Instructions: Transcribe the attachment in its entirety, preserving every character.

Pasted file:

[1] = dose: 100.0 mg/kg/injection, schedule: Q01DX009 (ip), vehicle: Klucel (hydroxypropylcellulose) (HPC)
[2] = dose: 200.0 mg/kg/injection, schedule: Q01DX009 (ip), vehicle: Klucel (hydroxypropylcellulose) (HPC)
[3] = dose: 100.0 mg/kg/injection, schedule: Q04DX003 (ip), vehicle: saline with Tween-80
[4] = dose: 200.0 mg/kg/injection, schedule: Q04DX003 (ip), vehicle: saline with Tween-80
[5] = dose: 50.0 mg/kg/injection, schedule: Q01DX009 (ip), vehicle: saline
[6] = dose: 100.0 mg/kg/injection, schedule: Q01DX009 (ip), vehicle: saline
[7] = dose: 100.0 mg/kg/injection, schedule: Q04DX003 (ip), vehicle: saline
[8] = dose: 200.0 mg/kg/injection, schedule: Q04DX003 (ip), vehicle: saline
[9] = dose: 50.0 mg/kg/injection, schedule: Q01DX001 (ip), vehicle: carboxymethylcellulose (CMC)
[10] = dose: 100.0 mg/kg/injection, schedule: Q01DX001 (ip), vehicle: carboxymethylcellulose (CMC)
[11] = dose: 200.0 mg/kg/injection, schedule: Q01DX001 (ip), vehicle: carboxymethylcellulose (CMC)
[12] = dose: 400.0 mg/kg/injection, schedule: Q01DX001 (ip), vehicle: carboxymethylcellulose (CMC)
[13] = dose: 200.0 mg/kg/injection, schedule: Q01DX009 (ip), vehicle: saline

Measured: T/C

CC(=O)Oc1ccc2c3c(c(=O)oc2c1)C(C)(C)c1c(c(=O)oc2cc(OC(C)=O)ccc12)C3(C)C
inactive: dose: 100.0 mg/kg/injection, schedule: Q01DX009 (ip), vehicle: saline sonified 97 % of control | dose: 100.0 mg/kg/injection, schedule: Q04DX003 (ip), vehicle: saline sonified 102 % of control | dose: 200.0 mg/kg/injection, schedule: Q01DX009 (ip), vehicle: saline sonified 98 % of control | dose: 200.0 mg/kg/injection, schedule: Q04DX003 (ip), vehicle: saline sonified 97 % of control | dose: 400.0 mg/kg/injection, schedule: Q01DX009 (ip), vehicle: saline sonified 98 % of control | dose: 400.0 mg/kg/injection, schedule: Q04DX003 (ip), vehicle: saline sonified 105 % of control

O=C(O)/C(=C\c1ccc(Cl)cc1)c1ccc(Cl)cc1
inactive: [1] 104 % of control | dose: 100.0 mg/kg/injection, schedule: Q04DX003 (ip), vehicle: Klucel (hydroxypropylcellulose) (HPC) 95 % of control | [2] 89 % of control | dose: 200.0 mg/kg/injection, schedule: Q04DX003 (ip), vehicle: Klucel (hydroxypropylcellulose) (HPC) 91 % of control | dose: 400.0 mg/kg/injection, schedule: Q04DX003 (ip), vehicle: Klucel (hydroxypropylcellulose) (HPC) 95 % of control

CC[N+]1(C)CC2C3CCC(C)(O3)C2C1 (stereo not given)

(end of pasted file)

[1] = dose: 100.0 mg/kg/injection, schedule: Q01DX009 (ip), vehicle: Klucel (hydroxypropylcellulose) (HPC)
[2] = dose: 200.0 mg/kg/injection, schedule: Q01DX009 (ip), vehicle: Klucel (hydroxypropylcellulose) (HPC)
[3] = dose: 100.0 mg/kg/injection, schedule: Q04DX003 (ip), vehicle: saline with Tween-80
[4] = dose: 200.0 mg/kg/injection, schedule: Q04DX003 (ip), vehicle: saline with Tween-80
[5] = dose: 50.0 mg/kg/injection, schedule: Q01DX009 (ip), vehicle: saline
[6] = dose: 100.0 mg/kg/injection, schedule: Q01DX009 (ip), vehicle: saline
[7] = dose: 100.0 mg/kg/injection, schedule: Q04DX003 (ip), vehicle: saline
[8] = dose: 200.0 mg/kg/injection, schedule: Q04DX003 (ip), vehicle: saline
[9] = dose: 50.0 mg/kg/injection, schedule: Q01DX001 (ip), vehicle: carboxymethylcellulose (CMC)
[10] = dose: 100.0 mg/kg/injection, schedule: Q01DX001 (ip), vehicle: carboxymethylcellulose (CMC)
[11] = dose: 200.0 mg/kg/injection, schedule: Q01DX001 (ip), vehicle: carboxymethylcellulose (CMC)
[12] = dose: 400.0 mg/kg/injection, schedule: Q01DX001 (ip), vehicle: carboxymethylcellulose (CMC)
[13] = dose: 200.0 mg/kg/injection, schedule: Q01DX009 (ip), vehicle: saline

Measured: T/C

CC(=O)Oc1ccc2c3c(c(=O)oc2c1)C(C)(C)c1c(c(=O)oc2cc(OC(C)=O)ccc12)C3(C)C
inactive: dose: 100.0 mg/kg/injection, schedule: Q01DX009 (ip), vehicle: saline sonified 97 % of control | dose: 100.0 mg/kg/injection, schedule: Q04DX003 (ip), vehicle: saline sonified 102 % of control | dose: 200.0 mg/kg/injection, schedule: Q01DX009 (ip), vehicle: saline sonified 98 % of control | dose: 200.0 mg/kg/injection, schedule: Q04DX003 (ip), vehicle: saline sonified 97 % of control | dose: 400.0 mg/kg/injection, schedule: Q01DX009 (ip), vehicle: saline sonified 98 % of control | dose: 400.0 mg/kg/injection, schedule: Q04DX003 (ip), vehicle: saline sonified 105 % of control

O=C(O)/C(=C\c1ccc(Cl)cc1)c1ccc(Cl)cc1
inactive: [1] 104 % of control | dose: 100.0 mg/kg/injection, schedule: Q04DX003 (ip), vehicle: Klucel (hydroxypropylcellulose) (HPC) 95 % of control | [2] 89 % of control | dose: 200.0 mg/kg/injection, schedule: Q04DX003 (ip), vehicle: Klucel (hydroxypropylcellulose) (HPC) 91 % of control | dose: 400.0 mg/kg/injection, schedule: Q04DX003 (ip), vehicle: Klucel (hydroxypropylcellulose) (HPC) 95 % of control

CC[N+]1(C)CC2C3CCC(C)(O3)C2C1 (stereo not given)